Quentin Tarantino Says Cannes Added Violent Content Warnings Because of Him — and Removed Them for Lars von Trier

Quentin Tarantino made a trip to Cannes this week to promote a special screening of the grindhouse classic “Rolling Thunder” and present the Grand Prix at the festival’s award ceremony. He took the opportunity to reflect on his long history with the Cannes Film Festival, which helped elevate him into the stratosphere when he won the Palme d’Or for “Pulp Fiction” in 1994.

Speaking to Deadline, Tarantino recalled the festival’s concerns about the violence in “Reservoir Dogs,” which screened out of competition at Cannes in 1992. He claims that the festival added an unprecedented content warning to both “Reservoir Dogs” and “Pulp Fiction” — then stopped using them when European filmmakers like Lars von Trier started matching Tarantino’s shock value.

More from IndieWire

“They invented something for our screening that they’d never done before, they put an orange sticker in the ticket that said: This movie may be too violent for you to watch,” he said. “And they’d never done that before and they ended up putting the same sticker on ‘Pulp Fiction’ when it played here in 1994. And then at some point with Lars von Trier they stopped putting the sticker on.”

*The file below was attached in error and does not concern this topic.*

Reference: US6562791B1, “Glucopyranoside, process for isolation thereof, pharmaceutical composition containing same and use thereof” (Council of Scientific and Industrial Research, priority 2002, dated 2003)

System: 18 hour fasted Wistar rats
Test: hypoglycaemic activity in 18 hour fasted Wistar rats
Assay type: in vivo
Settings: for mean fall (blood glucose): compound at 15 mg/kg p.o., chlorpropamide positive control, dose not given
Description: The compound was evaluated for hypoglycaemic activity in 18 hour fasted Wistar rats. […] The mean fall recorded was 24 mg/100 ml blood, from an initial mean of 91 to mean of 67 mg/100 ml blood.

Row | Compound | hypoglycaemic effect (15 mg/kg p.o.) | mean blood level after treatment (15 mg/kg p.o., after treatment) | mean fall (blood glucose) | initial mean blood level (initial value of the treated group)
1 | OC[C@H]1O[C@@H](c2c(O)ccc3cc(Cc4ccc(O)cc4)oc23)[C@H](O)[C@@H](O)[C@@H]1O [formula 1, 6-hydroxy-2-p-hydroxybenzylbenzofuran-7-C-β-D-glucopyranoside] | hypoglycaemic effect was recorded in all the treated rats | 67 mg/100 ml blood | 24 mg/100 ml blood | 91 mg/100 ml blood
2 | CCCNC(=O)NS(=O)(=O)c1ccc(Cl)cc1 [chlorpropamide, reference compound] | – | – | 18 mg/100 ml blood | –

It remains to be seen whether Tarantino’s upcoming final film, “The Movie Critic,” will be violent enough to require a warning. The director recently explained that the film will be a fictionalized story about a real film critic he used to read in a pornographic magazine when he worked at an adult movie theater.

“All the other stuff was too skanky to read but then there was this porno rag that had a really interesting movie page,” Tarantino said. “He wrote about mainstream movies and he was the second-string critic. I think he was a very good critic. He was as cynical as hell. His reviews were a cross between early Howard Stern and what Travis Bickle might be if he were a film critic. Think about Travis’ diary entries.”

He continued: “But the porno rag critic was very, very funny. He was very rude, you know. He cursed. He used racial slurs. But his shit was really funny. He was as rude as hell. He wrote like he was 55 but he was only in his early to mid-30s. He died in his late 30s. It wasn’t clear for a while but now I’ve done some more research and I think it was it was complications due to alcoholism.”

Best of IndieWire

Sign up for Indiewire's Newsletter. For the latest news, follow us on Facebook, Twitter, and Instagram.

Click here to read the full article.